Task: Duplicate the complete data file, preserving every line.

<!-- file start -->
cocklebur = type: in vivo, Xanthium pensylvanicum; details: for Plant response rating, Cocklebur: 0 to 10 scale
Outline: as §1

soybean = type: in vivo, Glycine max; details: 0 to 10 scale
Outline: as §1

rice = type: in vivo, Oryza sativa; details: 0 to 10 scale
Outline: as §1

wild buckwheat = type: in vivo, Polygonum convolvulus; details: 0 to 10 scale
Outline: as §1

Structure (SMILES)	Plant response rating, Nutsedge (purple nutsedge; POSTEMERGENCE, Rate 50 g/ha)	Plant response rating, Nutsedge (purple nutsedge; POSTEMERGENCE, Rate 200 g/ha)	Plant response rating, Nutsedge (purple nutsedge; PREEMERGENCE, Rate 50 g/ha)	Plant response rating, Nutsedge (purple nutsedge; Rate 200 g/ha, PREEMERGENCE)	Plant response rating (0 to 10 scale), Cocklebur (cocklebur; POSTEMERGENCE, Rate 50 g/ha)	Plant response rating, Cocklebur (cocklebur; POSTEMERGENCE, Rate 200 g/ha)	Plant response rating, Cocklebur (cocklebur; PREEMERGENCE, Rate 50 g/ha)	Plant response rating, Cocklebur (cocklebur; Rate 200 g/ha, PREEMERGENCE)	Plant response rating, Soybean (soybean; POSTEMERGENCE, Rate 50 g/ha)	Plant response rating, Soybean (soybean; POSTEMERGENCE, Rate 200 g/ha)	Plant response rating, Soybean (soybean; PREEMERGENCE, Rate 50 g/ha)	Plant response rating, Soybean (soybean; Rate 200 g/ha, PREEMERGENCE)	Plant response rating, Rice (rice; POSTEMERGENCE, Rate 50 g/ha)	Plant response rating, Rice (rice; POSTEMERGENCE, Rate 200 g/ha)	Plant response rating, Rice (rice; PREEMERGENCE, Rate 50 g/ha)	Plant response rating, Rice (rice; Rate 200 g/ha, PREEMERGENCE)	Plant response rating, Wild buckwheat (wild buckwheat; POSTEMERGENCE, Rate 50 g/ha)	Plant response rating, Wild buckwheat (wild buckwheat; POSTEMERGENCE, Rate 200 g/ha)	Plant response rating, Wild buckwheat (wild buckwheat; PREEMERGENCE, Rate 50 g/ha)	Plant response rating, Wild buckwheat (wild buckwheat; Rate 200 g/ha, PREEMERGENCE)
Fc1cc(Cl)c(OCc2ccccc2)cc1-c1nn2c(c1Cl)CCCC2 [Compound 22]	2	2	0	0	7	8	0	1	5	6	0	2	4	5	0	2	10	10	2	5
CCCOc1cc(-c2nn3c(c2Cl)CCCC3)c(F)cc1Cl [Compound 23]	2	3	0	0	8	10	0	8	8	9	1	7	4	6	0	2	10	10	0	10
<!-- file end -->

cocklebur = type: in vivo, Xanthium pensylvanicum; details: for Plant response rating, Cocklebur: 0 to 10 scale
Outline: as §1

soybean = type: in vivo, Glycine max; details: 0 to 10 scale
Outline: as §1

rice = type: in vivo, Oryza sativa; details: 0 to 10 scale
Outline: as §1

wild buckwheat = type: in vivo, Polygonum convolvulus; details: 0 to 10 scale
Outline: as §1

Structure (SMILES)	Plant response rating, Nutsedge (purple nutsedge; POSTEMERGENCE, Rate 50 g/ha)	Plant response rating, Nutsedge (purple nutsedge; POSTEMERGENCE, Rate 200 g/ha)	Plant response rating, Nutsedge (purple nutsedge; PREEMERGENCE, Rate 50 g/ha)	Plant response rating, Nutsedge (purple nutsedge; Rate 200 g/ha, PREEMERGENCE)	Plant response rating (0 to 10 scale), Cocklebur (cocklebur; POSTEMERGENCE, Rate 50 g/ha)	Plant response rating, Cocklebur (cocklebur; POSTEMERGENCE, Rate 200 g/ha)	Plant response rating, Cocklebur (cocklebur; PREEMERGENCE, Rate 50 g/ha)	Plant response rating, Cocklebur (cocklebur; Rate 200 g/ha, PREEMERGENCE)	Plant response rating, Soybean (soybean; POSTEMERGENCE, Rate 50 g/ha)	Plant response rating, Soybean (soybean; POSTEMERGENCE, Rate 200 g/ha)	Plant response rating, Soybean (soybean; PREEMERGENCE, Rate 50 g/ha)	Plant response rating, Soybean (soybean; Rate 200 g/ha, PREEMERGENCE)	Plant response rating, Rice (rice; POSTEMERGENCE, Rate 50 g/ha)	Plant response rating, Rice (rice; POSTEMERGENCE, Rate 200 g/ha)	Plant response rating, Rice (rice; PREEMERGENCE, Rate 50 g/ha)	Plant response rating, Rice (rice; Rate 200 g/ha, PREEMERGENCE)	Plant response rating, Wild buckwheat (wild buckwheat; POSTEMERGENCE, Rate 50 g/ha)	Plant response rating, Wild buckwheat (wild buckwheat; POSTEMERGENCE, Rate 200 g/ha)	Plant response rating, Wild buckwheat (wild buckwheat; PREEMERGENCE, Rate 50 g/ha)	Plant response rating, Wild buckwheat (wild buckwheat; Rate 200 g/ha, PREEMERGENCE)
Fc1cc(Cl)c(OCc2ccccc2)cc1-c1nn2c(c1Cl)CCCC2 [Compound 22]	2	2	0	0	7	8	0	1	5	6	0	2	4	5	0	2	10	10	2	5
CCCOc1cc(-c2nn3c(c2Cl)CCCC3)c(F)cc1Cl [Compound 23]	2	3	0	0	8	10	0	8	8	9	1	7	4	6	0	2	10	10	0	10